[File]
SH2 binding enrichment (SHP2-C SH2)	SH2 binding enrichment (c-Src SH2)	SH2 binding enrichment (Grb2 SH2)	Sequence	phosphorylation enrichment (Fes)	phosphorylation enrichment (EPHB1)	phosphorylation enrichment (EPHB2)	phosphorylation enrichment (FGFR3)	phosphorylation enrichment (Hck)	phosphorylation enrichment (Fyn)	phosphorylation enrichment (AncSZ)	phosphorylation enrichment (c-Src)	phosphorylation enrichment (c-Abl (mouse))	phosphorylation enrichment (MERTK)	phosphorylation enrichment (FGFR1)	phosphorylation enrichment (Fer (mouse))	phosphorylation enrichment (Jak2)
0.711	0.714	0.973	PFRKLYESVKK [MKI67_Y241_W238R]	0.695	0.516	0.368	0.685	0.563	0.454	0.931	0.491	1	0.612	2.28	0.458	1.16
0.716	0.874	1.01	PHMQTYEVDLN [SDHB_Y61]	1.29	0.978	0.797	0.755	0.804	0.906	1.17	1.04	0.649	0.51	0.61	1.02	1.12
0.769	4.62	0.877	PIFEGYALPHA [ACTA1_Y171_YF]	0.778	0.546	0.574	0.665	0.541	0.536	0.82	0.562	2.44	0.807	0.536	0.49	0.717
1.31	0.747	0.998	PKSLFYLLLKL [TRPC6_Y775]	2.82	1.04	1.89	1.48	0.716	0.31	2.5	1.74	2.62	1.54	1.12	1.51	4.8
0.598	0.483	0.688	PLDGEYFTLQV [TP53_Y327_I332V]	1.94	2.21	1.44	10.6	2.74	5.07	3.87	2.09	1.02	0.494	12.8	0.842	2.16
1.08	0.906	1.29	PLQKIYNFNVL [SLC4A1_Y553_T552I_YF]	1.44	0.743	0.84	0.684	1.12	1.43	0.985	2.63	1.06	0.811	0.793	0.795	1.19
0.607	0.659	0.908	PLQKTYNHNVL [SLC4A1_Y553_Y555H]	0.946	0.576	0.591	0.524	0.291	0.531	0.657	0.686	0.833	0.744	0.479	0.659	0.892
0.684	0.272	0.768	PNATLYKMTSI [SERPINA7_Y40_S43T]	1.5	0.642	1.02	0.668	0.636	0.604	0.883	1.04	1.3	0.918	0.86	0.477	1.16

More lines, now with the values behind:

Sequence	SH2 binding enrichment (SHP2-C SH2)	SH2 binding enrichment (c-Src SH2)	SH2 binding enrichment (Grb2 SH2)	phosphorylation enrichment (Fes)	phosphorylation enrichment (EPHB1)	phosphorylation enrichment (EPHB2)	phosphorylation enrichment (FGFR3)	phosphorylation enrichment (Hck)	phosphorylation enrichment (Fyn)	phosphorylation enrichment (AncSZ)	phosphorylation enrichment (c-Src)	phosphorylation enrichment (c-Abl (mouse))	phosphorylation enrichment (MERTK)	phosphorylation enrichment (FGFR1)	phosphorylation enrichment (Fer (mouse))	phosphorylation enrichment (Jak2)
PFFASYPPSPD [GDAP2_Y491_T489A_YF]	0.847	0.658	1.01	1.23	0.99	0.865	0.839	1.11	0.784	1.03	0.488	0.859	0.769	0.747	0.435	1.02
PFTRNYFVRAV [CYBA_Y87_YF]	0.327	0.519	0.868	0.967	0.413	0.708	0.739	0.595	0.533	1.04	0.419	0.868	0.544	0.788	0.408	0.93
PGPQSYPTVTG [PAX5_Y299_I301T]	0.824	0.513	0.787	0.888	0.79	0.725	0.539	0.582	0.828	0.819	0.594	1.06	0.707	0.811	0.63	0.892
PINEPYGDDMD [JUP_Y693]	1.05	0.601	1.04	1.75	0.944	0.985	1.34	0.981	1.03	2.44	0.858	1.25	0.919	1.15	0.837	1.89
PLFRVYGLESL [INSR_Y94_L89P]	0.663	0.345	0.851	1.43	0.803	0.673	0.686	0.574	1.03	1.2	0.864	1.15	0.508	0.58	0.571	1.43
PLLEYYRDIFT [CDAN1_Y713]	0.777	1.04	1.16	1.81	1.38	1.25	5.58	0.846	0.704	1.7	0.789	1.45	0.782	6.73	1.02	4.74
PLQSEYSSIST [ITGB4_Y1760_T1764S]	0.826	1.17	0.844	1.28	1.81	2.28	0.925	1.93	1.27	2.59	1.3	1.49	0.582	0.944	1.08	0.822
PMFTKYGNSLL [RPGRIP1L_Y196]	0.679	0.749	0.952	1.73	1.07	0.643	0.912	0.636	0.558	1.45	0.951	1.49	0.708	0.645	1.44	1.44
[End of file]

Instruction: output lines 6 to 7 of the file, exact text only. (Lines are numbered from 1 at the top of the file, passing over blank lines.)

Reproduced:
0.598	0.483	0.688	PLDGEYFTLQV [TP53_Y327_I332V]	1.94	2.21	1.44	10.6	2.74	5.07	3.87	2.09	1.02	0.494	12.8	0.842	2.16
1.08	0.906	1.29	PLQKIYNFNVL [SLC4A1_Y553_T552I_YF]	1.44	0.743	0.84	0.684	1.12	1.43	0.985	2.63	1.06	0.811	0.793	0.795	1.19